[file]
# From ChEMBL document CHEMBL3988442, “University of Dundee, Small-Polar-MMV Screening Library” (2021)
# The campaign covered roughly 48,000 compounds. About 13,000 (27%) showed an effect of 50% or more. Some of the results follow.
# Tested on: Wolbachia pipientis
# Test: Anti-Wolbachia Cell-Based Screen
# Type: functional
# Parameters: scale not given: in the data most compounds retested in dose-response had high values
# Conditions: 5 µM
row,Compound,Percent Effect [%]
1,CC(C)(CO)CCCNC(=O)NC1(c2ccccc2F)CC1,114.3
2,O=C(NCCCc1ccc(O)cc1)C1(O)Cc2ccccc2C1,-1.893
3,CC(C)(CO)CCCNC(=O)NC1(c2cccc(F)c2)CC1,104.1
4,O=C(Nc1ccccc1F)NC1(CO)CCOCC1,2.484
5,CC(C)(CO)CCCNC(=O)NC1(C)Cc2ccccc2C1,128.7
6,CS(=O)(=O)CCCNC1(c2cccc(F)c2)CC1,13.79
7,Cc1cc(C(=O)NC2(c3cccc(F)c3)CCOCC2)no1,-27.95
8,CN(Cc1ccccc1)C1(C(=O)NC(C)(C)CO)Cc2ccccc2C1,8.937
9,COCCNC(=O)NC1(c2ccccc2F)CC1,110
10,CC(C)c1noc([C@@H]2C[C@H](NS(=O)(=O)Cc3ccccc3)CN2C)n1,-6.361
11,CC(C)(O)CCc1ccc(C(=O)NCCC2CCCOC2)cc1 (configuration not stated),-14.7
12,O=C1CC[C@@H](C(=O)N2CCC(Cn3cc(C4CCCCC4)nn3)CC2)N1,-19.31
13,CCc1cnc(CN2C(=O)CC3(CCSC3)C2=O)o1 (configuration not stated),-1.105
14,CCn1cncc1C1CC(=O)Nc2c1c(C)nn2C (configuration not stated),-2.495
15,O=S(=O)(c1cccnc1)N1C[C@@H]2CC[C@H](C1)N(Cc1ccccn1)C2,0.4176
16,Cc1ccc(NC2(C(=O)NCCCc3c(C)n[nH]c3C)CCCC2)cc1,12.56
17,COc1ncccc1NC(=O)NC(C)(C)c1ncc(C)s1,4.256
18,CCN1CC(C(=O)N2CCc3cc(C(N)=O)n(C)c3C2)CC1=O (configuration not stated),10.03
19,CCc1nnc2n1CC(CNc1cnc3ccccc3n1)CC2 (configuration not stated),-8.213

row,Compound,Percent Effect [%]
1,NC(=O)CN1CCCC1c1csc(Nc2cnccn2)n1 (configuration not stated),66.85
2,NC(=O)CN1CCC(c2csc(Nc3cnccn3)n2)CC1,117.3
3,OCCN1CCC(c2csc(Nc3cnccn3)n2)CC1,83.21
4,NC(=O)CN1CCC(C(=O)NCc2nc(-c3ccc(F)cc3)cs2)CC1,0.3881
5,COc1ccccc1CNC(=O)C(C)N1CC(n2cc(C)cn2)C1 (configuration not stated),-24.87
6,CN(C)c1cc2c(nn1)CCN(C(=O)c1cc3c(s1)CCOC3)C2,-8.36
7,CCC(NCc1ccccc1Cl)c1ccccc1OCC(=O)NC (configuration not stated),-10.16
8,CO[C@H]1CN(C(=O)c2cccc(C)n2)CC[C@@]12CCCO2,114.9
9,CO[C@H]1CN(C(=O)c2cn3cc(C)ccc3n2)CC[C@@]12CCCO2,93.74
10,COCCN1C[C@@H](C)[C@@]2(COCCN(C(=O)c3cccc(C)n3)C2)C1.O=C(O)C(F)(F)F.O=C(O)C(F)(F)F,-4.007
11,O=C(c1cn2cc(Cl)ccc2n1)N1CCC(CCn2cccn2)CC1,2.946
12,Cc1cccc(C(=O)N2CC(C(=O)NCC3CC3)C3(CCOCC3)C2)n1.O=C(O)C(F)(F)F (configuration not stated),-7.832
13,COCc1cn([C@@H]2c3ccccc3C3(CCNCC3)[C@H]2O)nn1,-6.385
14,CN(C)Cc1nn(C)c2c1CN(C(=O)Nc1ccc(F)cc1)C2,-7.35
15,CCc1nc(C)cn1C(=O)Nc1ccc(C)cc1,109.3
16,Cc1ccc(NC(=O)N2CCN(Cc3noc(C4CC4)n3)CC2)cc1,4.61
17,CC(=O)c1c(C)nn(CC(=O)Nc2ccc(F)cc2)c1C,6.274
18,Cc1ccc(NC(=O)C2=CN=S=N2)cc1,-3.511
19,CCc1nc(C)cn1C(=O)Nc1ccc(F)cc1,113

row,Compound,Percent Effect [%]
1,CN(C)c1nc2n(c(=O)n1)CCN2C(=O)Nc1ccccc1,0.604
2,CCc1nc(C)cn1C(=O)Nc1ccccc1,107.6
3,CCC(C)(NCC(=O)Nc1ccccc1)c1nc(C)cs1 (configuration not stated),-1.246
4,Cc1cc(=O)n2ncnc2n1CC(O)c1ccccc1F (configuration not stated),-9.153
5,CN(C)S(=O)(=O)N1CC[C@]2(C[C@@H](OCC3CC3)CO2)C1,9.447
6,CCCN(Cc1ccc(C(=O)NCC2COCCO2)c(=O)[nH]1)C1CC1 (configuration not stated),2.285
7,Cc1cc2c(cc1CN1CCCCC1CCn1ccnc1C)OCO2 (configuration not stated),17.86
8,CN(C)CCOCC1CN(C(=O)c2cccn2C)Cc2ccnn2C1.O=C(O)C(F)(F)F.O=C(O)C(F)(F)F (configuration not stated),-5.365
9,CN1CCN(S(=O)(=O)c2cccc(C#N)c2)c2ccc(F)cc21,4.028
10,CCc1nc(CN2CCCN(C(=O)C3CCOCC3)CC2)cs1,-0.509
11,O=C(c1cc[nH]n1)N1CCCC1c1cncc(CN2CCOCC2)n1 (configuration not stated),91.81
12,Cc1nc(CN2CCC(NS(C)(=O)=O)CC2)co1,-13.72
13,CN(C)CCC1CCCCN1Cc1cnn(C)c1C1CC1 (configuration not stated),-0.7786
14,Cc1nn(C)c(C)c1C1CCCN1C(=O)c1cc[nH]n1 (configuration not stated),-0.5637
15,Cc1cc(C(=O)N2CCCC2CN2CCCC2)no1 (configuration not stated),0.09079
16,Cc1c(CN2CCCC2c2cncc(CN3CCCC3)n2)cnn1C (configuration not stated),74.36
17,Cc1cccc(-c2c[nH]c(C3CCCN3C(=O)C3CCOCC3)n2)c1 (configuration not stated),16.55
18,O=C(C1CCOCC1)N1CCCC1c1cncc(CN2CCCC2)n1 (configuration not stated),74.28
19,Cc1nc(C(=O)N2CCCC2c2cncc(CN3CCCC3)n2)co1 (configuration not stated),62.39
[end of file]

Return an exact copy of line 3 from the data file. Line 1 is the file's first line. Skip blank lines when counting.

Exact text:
# Tested on: Wolbachia pipientis